I Fall You Fall We All Fall for Skyfall

The third Daniel Craig headlining Bond flick, Skyfall, opens up like many Bond films of yore with a spectacular chase sequence that involves motorcycles atop Istanbul’s famous market and a fist-fight atop a moving train that ends with Bond getting accidentally shot by another agent trying to take out his combatant.  And as he falls into the river below, the traditional Bond credit sequence begins with Adele’s superb theme song recalling Shirley Bassey’s iconic Goldfinger.

It seems we were in for more of the same, but did they just kill Bond…even if only symbolically?  During the credits you are reminded of the masterstroke of hiring cinematographer Roger Deakins (arguably the best in the biz today) and his frequent cohort, Oscar-winning director Sam Mendes as their names come up in that comfortably familiar Bond credit sequence font.  Never before has a Bond film been given such behind-the-scenes pedigree, and armed with a sharper than normal script – the dynamic duo pay homage, deconstruct, and resurrect from one amazing set piece to the next the entire Bond oeuvre. Continue reading

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J. Edgar Snoozer

Naomi Watts as Helen Gandy in J. Edgar

Clint Eastwood’s latest Oscar grab bag, J. Edgar, is proof positive of how a bad screenplay can sink even the sturdiest of ships.

Aimlessly leap-frogging around a fifty year time span covering the entire career of FBI Director J. Edgar Hoover (Leonardo DiCaprio, delivering a workmanlike performance), Dustin Lance Black’s screenplay utilizes the clichéd framework of the title character dictating his memoirs.  In an attempt to cover so much 20th century history, the story touches on so many things that it ends up enlightening nothing.  Half-hearted efforts to give us glimpses into Hoover’s psyche and background (Surprise! He had a domineering mother represented by a phoned-in performance from Judi Dench) shed little light on the rumors that have always been out there.  Was he a closeted homosexual?  Probably.  Was he a cross-dresser?  Probably not.  The film tries to anchor itself around his relationships with Clyde Tolson (Arnie Hammer – almost comical in his depiction) and his long-suffering secretary Helen Gandy (played admirably by the long-suffering Naomi Watts who seems to always get these thankless supporting gigs in high-profile disappointments) – but neither are treated in any kind of sophisticated way and we’re left with surface-level treatments of these characters who obviously (in their own different ways) loved and were ruled by Hoover. Continue reading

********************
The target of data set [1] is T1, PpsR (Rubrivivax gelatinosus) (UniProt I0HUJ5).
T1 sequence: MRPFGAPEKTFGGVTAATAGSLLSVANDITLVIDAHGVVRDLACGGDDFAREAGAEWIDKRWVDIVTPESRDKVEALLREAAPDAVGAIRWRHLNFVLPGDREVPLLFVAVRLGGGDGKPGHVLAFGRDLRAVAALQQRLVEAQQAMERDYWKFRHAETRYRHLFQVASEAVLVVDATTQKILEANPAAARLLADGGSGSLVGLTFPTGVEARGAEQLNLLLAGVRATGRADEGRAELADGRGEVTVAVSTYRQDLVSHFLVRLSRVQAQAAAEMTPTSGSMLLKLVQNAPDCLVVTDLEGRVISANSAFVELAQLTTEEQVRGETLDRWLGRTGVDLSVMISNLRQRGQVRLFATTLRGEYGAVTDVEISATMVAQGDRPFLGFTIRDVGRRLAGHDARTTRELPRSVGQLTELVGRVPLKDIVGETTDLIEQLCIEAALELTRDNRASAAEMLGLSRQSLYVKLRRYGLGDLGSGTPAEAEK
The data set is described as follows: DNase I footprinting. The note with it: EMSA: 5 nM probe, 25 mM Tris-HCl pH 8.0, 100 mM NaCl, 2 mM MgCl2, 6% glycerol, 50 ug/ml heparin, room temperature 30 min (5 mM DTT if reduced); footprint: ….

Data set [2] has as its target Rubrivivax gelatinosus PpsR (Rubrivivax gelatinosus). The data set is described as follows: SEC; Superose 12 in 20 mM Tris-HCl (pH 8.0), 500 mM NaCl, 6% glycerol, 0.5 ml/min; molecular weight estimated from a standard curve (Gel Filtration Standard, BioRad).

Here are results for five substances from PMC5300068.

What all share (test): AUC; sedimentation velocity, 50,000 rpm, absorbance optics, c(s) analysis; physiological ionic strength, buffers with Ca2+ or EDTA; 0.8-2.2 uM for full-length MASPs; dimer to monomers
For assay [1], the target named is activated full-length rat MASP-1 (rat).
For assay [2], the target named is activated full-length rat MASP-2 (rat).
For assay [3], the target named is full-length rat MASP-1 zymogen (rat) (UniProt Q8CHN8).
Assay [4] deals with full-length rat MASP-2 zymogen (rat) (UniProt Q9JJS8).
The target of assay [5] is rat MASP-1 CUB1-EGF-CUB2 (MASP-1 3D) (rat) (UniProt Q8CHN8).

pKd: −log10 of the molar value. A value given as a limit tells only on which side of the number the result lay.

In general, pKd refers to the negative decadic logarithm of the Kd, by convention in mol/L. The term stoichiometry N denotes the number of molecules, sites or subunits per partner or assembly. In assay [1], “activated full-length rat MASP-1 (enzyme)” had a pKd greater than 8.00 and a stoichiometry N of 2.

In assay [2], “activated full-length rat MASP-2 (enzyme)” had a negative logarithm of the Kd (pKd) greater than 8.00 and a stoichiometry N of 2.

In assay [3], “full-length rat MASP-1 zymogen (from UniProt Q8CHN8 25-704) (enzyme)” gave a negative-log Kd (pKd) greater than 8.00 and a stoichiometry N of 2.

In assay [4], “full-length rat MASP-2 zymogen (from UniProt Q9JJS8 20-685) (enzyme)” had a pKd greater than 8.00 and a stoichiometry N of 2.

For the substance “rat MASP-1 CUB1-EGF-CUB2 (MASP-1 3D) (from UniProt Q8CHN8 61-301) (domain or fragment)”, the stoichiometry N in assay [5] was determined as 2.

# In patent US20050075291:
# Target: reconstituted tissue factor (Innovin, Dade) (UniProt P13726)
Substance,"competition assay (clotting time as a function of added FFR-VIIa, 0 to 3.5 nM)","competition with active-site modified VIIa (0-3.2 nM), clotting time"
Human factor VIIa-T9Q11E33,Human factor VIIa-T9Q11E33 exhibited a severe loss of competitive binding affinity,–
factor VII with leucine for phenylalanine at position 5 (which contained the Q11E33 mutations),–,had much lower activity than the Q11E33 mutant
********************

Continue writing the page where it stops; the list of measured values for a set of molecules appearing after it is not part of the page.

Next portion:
A Review of Richard Eyre’s “Notes on a Scandal”

The Dame vs. The Cate, 8 January 2007

8/10
Author: David H. Schleicher from New Jersey, USA

Instead of becoming the tawdry, salacious affair it could’ve easily been, two masterful and textured performances from two of our greatest actresses catapult “Notes on a Scandal” to the echelon of art-house entertainment. In one corner, we have Dame Judi Dench as the lonely schoolmarm and mentor. In the other corner, we have Cate Blanchett as the flighty but endearing new art teacher just begging for someone to take her under their wing. The film starts innocuously enough, with the two women becoming fast friends, with Blanchett inviting Dench into her home and family, and Dench all too eager to find a new best friend. Deliciously seasoned with spicy subtexts involving the bourgeois sense of entitlement, the bitterness of the lower middle class, the candidness of those with everything who never seem to be satisfied, the resentment of those sucked into this confidence, and of course, the psycho-sexual entrapments of all relationships, “Notes on a Scandal” is rife with everyday tragedy. The convoluted subtexts often take precedence over what is being seen on screen, until Dench’s voice-over entrances us and sucks us in.

In the early scenes where Dench is describing her burgeoning fascination with Blanchett, the audience shares in the allure as Dench paints beautifully the appeal of Blanchett’s talents as an actress. Soon, though, the fantasy makes way for reality, and Blanchett as raw and vulnerable as she has ever been falls under the spell of a troubled 15 year-old boy with whom she begins an illicit affair. Blanchett’s folly is mirrored in Dench’s obsession with becoming her sole confidant.

Director Richard Eyre (who previously directed Dench in the superb “Iris”) structures the film in a crisp clip. As the plot quickly goes through the motions, secrets are revealed, true natures are uncovered, and the lives of both women become tragically entangled as they unravel.

Enough can’t be said about Dench’s mastering of the thespian art form. She could’ve easily dived head first into this role and delivered something akin to Kathy Bates turn as the mad spinster in “Misery.” Instead, she adds subtlety, humor, and melancholy in her perfectly balanced performance that allows you to sympathize with her character for the loneliness she feels while at the same time hating her for her opportunism and bitterness.

Likewise, Blanchett, manages to play to our sympathies, and it’s easy to see why Dench, the boy in question, and Blanchett’s husband (a shockingly good Bill Nighy), are completely smitten with her despite her impetuousness.

With betrayal leading to hatred and a complete breakdown of all things sacred in human connections, the climactic showdown between The Dame and The Cate is the type of goose-bump inducing acting tour de force moviegoers dream about. There’s also a sense of a symbolic passing of the torch from one generation of great actresses to the next. Far from being just the highbrow version of “Single White Female,” “Notes on a Scandal” entertains and provokes those willing to enjoy the psychologically complex roller coaster.

Originally published on the Internet Movie Database

http://imdb.com/title/tt0465551/usercomments-25